There are no rabies requirements for other species of rodents, rabbits, birds, ornamental fish, intervebrates, amphibians and reptiles (except red-eared sliders) imported to Northern Ireland from other EU Member States as well as Andorra, Switzerland, Croatia, Iceland, Liechtenstein, Monaco, Norway and San Marino. However, pet rabbits and rodents imported to Northern Ireland from any other non-EU rabies-controlled country will be quarantined for 4 months. Red-eared sliders have been banned in the United Kingdom.
Birds, invertebrates, tropical fish, reptiles, amphibia, mammals such as rodents and rabbits should have a health certificate to enter Northern Ireland. Pet owners are strongly advised to seek further information from the relevant authority of their country and/or that of the destination country.
If your pet is not a dog, cat or ferret, and especially if it is a turtle or parrot, you should verify that it is not protected under the Convention on International Trade in Endangered Species of Wild Fauna and Flora (CITES). You will need to apply for additional permits if this is the case. Over 180 countries participate and enforce CITES regulations. .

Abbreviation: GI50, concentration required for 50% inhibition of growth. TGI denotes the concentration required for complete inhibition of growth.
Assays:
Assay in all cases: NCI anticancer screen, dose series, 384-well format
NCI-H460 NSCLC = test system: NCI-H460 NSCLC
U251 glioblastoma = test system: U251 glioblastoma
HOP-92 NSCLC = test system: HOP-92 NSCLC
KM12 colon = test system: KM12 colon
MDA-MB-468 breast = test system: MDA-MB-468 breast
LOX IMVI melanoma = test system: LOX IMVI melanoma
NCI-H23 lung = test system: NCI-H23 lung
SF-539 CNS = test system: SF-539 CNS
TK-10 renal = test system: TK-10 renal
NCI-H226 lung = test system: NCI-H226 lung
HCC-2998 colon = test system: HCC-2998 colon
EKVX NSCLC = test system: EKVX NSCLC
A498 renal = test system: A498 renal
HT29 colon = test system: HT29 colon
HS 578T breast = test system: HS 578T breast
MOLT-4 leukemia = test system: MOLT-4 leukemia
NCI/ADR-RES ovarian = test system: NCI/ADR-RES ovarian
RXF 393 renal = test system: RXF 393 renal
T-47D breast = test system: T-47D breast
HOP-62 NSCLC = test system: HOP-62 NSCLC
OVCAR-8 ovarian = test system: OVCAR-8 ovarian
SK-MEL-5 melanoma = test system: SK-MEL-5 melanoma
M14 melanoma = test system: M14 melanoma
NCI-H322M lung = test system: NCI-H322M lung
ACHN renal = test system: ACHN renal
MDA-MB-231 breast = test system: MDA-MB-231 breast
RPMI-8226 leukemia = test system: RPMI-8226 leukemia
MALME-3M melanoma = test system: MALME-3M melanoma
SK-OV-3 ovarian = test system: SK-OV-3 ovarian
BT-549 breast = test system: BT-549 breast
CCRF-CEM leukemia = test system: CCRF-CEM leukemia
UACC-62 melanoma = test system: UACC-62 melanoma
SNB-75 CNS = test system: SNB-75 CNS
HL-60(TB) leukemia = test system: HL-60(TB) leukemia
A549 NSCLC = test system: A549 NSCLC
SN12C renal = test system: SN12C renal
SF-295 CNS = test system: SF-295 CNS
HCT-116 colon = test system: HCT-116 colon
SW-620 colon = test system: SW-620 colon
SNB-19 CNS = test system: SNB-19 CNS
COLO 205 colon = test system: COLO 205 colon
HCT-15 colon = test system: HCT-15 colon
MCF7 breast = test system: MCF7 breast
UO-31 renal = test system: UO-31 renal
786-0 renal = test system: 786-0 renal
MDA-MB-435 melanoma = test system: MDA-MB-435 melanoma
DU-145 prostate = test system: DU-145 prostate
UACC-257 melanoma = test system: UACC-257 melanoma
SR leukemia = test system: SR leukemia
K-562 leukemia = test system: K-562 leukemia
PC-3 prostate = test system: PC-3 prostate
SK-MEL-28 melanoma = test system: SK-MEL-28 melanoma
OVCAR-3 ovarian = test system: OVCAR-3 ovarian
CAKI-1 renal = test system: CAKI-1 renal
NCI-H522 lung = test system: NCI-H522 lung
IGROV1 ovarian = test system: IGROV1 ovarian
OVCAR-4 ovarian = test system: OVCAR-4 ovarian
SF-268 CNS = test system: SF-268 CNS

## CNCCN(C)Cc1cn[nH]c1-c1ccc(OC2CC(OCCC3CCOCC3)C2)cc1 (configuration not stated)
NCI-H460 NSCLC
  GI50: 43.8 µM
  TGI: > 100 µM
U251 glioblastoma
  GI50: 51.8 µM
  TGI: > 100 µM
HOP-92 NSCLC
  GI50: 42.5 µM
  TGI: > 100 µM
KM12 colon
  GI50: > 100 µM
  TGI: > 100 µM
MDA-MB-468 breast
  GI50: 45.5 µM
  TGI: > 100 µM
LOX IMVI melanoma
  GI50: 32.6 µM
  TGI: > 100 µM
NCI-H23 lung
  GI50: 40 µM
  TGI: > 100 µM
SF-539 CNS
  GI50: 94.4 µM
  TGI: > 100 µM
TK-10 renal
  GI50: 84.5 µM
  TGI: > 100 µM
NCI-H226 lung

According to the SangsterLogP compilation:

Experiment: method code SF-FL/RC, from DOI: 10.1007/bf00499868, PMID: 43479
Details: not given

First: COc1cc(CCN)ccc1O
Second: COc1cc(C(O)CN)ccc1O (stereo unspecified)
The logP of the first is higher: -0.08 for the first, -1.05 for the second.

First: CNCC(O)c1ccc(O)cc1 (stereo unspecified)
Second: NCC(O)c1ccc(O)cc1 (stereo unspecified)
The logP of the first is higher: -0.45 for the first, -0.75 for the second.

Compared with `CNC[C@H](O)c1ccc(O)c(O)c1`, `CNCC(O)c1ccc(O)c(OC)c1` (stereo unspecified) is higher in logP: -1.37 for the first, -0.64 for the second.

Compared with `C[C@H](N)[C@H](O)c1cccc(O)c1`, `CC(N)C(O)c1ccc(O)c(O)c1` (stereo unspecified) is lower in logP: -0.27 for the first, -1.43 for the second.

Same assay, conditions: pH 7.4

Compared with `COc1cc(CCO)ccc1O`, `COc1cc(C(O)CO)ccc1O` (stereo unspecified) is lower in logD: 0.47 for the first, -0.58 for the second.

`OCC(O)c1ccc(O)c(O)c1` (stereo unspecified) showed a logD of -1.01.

Need More Assistance?
To the best of our ability, we ensure that recommendations given on PetTravel.com reflect the current regulations. We cannot predict how a given country may enforce these regulations. Noncompliance may result in the need to make arrangements to put your pet into quarantine at your expense, return your pet to the country of origin, or euthanize your pet. We suggest that you minimize the disruptions that may occur by following the rules of the country you are visiting.
Further detail on import permits, costs, tests and procedures are available at minimal cost at PetTravelStore.com. We also stock all the equipment and accessories you will need for traveling with your pet. Same day shipping Monday through Friday until 4:00 PM EST.